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The Texas Blue
Advancing Progressive Ideas

More on the Montgomery Poll

I spoke with Jeff Montgomery from Montgomery & Associates this morning about the previously mentioned "Texas Directions" survey. He stressed to me the important point that, again, this poll is not of likely voters or even registered voters, but rather a random sample of the Texas adult demographic. Some of the detailed issue responses were very informative.

In political science, a popular poll to run in the off-years before presidential elections is the "feeling thermometer" survey. It asks respondents to measure how they feel about potential candidates on a scale of 1 - 100, with 100 being described as "warm" or positive and 1 being described as "cold" or negative. This leads to a representation of how a population sample feels, on average, about a candidate. Breakdowns by party affiliation, gender, race, age, are also performed for the sake of running regressions on the data. This is an intangible idea about a candidate rather than a more specific question, like "Do you think Candidate X will raise your taxes?"

The questions asked along with the general party ID question in this survey range from the solid - "Which party do you think is doing a better job at building and maintaining state roads and highways?" to the touchy-feely intangible - "Which party does a better job at sharing your values?" Jeff Montgomery tells me that in this sample 30% of the respondents were Hispanic, and the rest of the demographic reflect the general Texas population, although I haven't seen the crosstabs yet.

The most intriguing aspect of the responses was the break on the touchy-feelies. On "shares our values," Democrats in 2006 lagged by only .8%, finishing 41.7% to the Republicans' 42.5%. In 2005, Democrats lost that question by a seemingly insurmountable 13.2%, scoring 34.3% against a GOP score of 47.5. In 2004, the GOP had a simple majority at 51.4% while the Democrats were at 32.4%.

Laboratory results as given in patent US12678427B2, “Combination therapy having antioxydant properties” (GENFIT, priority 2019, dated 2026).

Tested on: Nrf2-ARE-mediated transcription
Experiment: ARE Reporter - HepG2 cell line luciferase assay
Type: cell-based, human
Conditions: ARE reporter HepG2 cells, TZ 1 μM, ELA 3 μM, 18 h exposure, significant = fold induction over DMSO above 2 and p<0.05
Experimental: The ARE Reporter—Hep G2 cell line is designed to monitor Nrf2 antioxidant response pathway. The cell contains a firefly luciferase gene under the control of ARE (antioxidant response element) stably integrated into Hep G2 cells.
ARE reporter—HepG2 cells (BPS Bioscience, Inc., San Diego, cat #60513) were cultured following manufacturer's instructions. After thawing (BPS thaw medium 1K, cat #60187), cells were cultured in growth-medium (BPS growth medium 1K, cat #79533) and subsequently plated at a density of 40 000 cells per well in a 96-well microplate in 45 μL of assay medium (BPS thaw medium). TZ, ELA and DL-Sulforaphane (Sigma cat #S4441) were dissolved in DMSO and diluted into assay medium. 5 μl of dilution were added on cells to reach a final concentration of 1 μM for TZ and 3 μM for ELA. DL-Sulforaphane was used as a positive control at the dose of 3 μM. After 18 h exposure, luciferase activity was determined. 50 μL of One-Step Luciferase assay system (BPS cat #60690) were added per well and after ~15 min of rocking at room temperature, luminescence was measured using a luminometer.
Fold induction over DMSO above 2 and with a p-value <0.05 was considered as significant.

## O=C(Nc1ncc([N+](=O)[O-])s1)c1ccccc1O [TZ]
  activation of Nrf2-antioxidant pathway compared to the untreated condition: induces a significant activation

In short, an almost ten point jump in two years on a question dealing with a highly charged, emotional, and savagely messaged intangible is worthy of mention, and probably worthy of more than that. This is Texas, and when Democrats generically pull almost even with the GOP on values, something is going on.

Further, on a similarly electric issue like taxes, the Republican lead in 2006 was almost twenty points, and in 2005 was closer to ten. In 2006, when asked which party was doing a better job at getting the most out of the taxpayer's dollar, 38.8% said Republicans, 37.6% said Democrats, and 12.2% said there was no difference. So, on another usually polarizing issue that Democrats usually get pounded on, they are almost even with Republicans.

I think it also revealing that on another intangibles question - "Which party does a better job of caring about people like ?" - Republicans take a drubbing after trading places with Democrats over the last three years. In 2004, people felt Republicans cared more about them by 42.1% to 33.2%. In 2005, the parties were virtually tied with a .1% Democratic lead, 38.6% to 38.5%. In 2006, Democrats won this question by more than ten points, 45.7% to 34.9%.

Again, this isn't a sample of likely voters and there are machinations outside of this polling universe that must take place before one can get literally excited over these results. However, the general idea of Democratic performance capability in or around 2004 was reflected not totally inaccurately in 2004's party id responses, and a rise in Democratic id of more than ten points in two years and a similar drop for Republicans is serious business.

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